My first encounter with Harringay was four years ago when I visited the house of my two close friends Dg and J. The borough did not make a good first impression. I can be quite judgmental at the best of times, but fortunately age and experience has taught me the futility in relying on first instincts. Some of my closest friends, for example, were people I took an instant dislike or ambivalence to when I first met them. My first thought about Harringay was, "What a dump". Now it's proven to be the best place I've ever lived in in London.
The most established ethnic community in Harringay is Turkish, originally Turkish Cypriots fleeing the Turkish-Greek conflict over Cyprus. Greek Cypriots also arrived in the same part of London and more recent arrivals have been Kurdish and Kosovan refugees, as well as some Albanians and Bulgarians. The result is Green Lanes teaming with a spectacular array of Turkish, Kurdish and some Greek Cypriot groceries, cafes and restaurants selling everything from cheap kitchen towels, plastic clothes lines and mouse traps to heavenly baklava, meaty lamb and chicken kebabs and fresh herbs and spices sold by the fistful. The ornate and imposing Salisbury pub features poetry and music nights and is testimony to the growing number young professionals priced out of trendy neighbouring Crouch End and students moving into the area, though we've never drunk in it.
Shamuss Abbas, on the strip of Green Lanes' shops nicknamed Grand Parade (established in 1899), is our local grocery store where we regularly stock up on feta cheese, honey, salamis, flat breads, yoghurts, parsley and fruits on the way home from work. Antepliler is our local Turkish restaurant, much mentioned in this blog, where we eat succulent, marinated and spiced lamb or chicken kebabs on those weeknights when we can't be bothered to cook.
Yesterday morning, M went out to pick up our drycleaning from Zephyr and to get his hair cut in Chris's Of London (as if "Chris" needs to distinguish himself from all the other Chris's barbers across the country!) down the road, before popping into the best Turkish bakery in London - Yasir Halim - to buy freshly baked croissants, lamb kibbe and spinach and feta cheese boreks for our breakfast and lunch. I stayed in the flat and uploaded a backlog of photos to my Flickr account. We ate over the weekend FT and I continued to surf online as M read and played the new Tekken on his PSP and Total Overdose on the PS2.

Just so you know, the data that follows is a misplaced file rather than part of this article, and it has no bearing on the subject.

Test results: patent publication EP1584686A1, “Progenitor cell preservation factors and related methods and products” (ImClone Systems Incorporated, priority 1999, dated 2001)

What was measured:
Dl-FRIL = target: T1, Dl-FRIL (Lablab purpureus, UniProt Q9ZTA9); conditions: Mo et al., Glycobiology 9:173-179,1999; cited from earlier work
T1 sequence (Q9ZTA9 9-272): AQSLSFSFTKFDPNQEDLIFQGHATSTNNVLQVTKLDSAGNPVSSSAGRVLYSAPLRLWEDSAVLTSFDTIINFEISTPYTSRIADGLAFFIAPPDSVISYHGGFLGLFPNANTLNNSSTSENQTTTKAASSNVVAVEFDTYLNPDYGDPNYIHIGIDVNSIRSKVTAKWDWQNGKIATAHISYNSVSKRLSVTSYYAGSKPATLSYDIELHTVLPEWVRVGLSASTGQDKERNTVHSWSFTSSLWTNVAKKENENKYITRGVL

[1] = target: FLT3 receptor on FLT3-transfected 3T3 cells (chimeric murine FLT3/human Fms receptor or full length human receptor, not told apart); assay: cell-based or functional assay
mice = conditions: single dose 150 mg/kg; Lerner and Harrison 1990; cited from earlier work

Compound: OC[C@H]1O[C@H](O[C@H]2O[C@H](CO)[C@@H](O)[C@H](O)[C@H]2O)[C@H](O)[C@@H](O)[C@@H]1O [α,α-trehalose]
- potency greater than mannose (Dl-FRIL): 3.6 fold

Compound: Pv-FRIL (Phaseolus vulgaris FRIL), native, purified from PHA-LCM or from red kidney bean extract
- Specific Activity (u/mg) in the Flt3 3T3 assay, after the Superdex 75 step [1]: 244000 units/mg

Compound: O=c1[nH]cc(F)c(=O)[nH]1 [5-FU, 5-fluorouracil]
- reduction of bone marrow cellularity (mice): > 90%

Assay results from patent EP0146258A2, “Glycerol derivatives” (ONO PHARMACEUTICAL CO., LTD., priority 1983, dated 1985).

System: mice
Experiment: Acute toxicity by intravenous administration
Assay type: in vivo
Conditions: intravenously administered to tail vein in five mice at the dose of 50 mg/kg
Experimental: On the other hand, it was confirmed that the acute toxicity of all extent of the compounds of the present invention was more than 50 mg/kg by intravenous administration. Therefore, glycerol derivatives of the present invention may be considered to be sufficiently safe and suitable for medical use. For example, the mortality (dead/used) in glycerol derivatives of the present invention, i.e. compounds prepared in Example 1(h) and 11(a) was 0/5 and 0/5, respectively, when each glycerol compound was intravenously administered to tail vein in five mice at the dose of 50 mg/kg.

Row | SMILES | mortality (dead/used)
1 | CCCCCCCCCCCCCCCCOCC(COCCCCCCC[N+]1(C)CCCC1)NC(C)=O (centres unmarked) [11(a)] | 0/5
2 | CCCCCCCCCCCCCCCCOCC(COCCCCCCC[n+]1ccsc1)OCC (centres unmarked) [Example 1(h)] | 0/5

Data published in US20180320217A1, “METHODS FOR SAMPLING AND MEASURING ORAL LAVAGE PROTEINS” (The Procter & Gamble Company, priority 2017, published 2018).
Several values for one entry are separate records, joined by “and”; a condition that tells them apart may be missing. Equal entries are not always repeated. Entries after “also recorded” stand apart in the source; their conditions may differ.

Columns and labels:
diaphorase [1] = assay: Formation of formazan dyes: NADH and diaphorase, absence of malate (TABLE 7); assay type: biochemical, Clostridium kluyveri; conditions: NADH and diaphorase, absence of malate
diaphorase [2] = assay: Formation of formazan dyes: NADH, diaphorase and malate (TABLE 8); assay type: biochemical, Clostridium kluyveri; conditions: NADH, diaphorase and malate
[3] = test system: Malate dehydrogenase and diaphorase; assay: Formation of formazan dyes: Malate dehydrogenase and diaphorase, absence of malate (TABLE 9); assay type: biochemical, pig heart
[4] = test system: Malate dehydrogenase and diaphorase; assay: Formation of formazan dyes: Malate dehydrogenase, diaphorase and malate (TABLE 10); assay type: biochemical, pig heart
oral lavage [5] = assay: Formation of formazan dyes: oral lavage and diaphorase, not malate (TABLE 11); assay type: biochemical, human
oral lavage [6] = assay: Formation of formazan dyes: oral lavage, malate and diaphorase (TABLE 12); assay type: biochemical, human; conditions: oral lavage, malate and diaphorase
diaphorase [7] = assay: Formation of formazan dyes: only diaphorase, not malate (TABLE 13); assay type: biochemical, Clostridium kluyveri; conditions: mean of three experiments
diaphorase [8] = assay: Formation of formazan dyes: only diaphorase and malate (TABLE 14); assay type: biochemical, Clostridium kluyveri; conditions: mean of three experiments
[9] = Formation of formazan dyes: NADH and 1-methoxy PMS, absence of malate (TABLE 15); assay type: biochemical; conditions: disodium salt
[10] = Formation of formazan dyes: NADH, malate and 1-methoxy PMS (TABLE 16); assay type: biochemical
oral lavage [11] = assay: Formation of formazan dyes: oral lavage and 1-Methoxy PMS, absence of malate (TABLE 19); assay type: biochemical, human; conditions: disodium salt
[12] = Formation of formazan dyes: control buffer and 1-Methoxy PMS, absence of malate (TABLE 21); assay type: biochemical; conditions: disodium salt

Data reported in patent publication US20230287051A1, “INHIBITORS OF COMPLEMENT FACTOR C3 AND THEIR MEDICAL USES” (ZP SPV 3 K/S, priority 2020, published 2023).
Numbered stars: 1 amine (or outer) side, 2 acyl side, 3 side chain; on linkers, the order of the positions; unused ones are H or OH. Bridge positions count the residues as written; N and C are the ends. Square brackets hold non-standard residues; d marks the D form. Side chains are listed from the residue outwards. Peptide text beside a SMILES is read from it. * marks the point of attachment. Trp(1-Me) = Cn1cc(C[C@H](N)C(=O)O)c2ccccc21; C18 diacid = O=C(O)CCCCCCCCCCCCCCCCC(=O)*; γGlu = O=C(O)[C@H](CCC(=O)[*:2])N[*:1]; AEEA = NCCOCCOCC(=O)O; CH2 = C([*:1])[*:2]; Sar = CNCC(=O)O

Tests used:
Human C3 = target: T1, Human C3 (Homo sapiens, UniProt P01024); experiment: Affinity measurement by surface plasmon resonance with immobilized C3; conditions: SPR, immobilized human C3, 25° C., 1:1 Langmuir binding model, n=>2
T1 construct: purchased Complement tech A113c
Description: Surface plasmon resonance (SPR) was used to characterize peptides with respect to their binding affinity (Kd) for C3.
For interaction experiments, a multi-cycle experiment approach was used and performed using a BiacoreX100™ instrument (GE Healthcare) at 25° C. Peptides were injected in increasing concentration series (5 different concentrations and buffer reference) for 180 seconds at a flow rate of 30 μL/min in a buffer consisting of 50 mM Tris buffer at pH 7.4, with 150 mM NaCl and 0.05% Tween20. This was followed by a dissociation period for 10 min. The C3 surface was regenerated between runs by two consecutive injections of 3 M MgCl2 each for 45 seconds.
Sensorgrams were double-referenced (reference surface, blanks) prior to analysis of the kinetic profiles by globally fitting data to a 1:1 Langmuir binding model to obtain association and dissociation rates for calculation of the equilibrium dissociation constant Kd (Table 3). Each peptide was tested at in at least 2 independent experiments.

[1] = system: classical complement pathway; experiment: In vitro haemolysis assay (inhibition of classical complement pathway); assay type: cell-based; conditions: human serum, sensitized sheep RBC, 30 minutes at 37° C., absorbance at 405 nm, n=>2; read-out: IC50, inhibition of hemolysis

The day was grey and cold, but eventually around three o'clock, we roused ourselves from the snug warmth of our flat to jump on a succession of trains to Kilburn where we saw the Indian movie The Journey, or Yatra, at the Tricycle Cinema as part of the London Film Festival. Directed by Goutam Ghose and featuring my childhood Bollywood heroine, the ageless Rekha (if I ever have a daughter I will name her Rekha), the movie proved to be a slow and ponderous meditation of memory and fiction and an exploration of the alleged transition of Indian culture from the spiritual to the materialistic. It's not a film I will watch again, but once again it was wonderful being surrounded by so many Indians.
It was also fascinating to learn more about India's nautch girl tradition. According to Pran Nevile's book Nautch Girls of India: Dancers. Singers, Playmates,
"The Nautch girl as an entertainer of men belonged to a unique class of courtesans who played a significant role in the social and cultural life of India in the 18th and 19th centuries. She represented a delightful synthesis of different cultures and dance forms the classical and the popular. The Nautch girl was no ordinary woman of pleasure. She had refined manners, a ready wit and poetry in her blood. She catered to the tastes of the elite who had the time, resources and aptitude to enjoy her company. Her sexual favours were reserved for the chosen few. Over the centuries, she appeared in various incarnations, but chiefly as a temple dancer dedicated to the gods, for dance is believed to have divine sanction."
In The Journey, the aging nautch girl (Rekha) was a very contemporary incarnation delivering, in return for money, entrancing kathak dancing and classical singing along with sexual favours.
Afterwards, we walked down Willesden Lane for solid local Keralan cooking at Kovalam, where we ate spicy uzhunnu vada with sambar and Mysore bhonda for starters. We had main dishes of coconut-drenched and creamy lamb malabar, pan-fried pomfret fish curry, and a beetroot thoran encrusted with dried coconut and black mustard seeds. We shared a dessert of creamy vermicelli milk pudding with sago seeds, cashew nuts and sultanas. Not as spectacular as the Rasa or Masala Zone chains of South Indian food, or the Ravi Shankar on Drummond Street, but a lovely cap on a lovely day nonetheless.